Weightloss detectives: Power up your Genes for Greater Success
June 6, 2017

Inflammation, Genes and Gut Flora: The Link You Need To Know

Inflammation is a buzzword in the wellness world today. After all, it’s a primary response that the body will have towards many things. Stress, injury, infection and exercise can all increase inflammation levels within the body. The aging process also tends to increase systemic inflammation.

People’s inflammatory responses are also affected by specific genes and their variants. If you have a genetic predisposition to inflammation, there are warning signs to watch for. You may experience symptoms such as:

  • Irritable Bowel Syndrome and other digestive issues
  • Arthritis and unexplained joint pain
  • Depression and other mental health issues
  • Slow recovery post exercise
  • Chronic pain – local or general

Unfortunately, chronic inflammation can take you down the dangerous path of disease. Chronic inflammation has been linked to many conditions, including obesity, type 2 diabetes, heart disease, autoimmune disease and cancer.

But if you do have a genetic predisposition to inflammation, there’s no reason to panic. Implementing simple strategies can have reduce your chance of chronic inflammation and resulting disease.

One of my favourite ways to reduce inflammation is to take a probiotic each evening. Probiotics help to create a healthy gut flora which affects not only digestion and nutrient absorption but up-regulates our inflammation genes. The power of the relationship between the gut and the genes is undeniable.

But how do you know what probiotic to take for inflammation? A good probiotic will have 8+ strains. This gives your gut flora the diversity it needs. Like a garden, you want more than just one type growing. For best results, look for a probiotic that contains Lactobacillus rhamnosus and Lactobacullus plantarum.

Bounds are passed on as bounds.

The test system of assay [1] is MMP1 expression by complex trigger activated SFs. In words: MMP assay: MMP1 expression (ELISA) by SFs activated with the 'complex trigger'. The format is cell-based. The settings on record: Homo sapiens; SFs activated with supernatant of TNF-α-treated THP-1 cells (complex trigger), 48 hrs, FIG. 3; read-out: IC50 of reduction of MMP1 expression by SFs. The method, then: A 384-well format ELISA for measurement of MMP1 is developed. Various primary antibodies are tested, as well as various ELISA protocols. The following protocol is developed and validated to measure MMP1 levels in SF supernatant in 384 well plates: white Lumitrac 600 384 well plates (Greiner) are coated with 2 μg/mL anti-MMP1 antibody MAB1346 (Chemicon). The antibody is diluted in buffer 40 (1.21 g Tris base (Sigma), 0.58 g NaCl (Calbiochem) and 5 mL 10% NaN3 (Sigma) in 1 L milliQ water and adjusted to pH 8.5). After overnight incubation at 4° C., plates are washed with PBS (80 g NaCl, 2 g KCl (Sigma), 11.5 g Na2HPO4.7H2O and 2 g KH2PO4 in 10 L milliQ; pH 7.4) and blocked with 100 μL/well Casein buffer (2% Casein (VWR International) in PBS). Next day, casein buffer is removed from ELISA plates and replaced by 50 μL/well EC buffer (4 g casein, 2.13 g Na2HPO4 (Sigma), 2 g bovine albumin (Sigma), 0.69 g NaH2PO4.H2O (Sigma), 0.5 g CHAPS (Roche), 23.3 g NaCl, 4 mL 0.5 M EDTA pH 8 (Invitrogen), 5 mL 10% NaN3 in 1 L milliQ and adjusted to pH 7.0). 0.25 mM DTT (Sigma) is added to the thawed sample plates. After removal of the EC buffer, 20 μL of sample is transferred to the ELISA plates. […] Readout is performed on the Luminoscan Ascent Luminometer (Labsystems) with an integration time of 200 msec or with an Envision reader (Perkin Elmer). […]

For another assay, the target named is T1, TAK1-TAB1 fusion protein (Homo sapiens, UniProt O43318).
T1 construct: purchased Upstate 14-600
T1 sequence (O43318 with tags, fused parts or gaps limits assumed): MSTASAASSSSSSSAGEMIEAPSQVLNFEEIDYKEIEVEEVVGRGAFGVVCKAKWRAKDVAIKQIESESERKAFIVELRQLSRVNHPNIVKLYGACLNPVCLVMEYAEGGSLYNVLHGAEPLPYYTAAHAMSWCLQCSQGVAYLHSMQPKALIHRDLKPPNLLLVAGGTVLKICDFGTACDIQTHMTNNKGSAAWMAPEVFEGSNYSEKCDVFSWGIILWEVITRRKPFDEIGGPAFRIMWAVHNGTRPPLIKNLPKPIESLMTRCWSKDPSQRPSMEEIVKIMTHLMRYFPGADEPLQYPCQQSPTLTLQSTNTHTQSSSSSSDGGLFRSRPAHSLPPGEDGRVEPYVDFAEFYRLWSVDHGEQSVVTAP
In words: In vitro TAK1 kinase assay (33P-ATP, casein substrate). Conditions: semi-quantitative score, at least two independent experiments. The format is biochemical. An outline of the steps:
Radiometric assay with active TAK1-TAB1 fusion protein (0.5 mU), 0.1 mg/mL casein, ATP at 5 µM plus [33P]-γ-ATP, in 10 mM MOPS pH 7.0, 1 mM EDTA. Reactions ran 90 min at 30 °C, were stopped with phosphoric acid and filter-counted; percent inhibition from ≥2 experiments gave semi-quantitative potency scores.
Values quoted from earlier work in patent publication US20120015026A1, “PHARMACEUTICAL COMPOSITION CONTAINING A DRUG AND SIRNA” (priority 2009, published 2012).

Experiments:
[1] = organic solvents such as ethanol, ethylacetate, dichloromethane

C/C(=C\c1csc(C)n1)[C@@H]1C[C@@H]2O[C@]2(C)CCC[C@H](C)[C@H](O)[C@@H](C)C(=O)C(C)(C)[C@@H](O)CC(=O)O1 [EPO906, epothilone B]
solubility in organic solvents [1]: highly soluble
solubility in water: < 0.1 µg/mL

Why these two?

Both L. rhamonus and L. plantarium have been shown to have significant impacts on the body. They can influence gut immunity, stimulate the immune system, and trigger anti-inflammatory protein production.

Interleukin-10, or IL-10, is a key gene involved in making anti-inflammatory proteins. If you have certain copies of this gene (red or orange on your genetic report), the gene works slower. That means that your body makes less anti-inflammatory proteins.

But the gut flora can influence the genes to address this imbalance. A recent study found that L. rhamonosus, and to a lesser extent L. plantarum, both upregulate IL-10. This means that they help to increase production of these important proteins which then help to protect your body from inflammation.

The take home message is that a daily dose of comprehensive probiotics can counteract inflammation in a natural way. That sounds much more appealing than a dose of anti-inflammatories!

Want to know if you have a slow IL-10 gene? Click here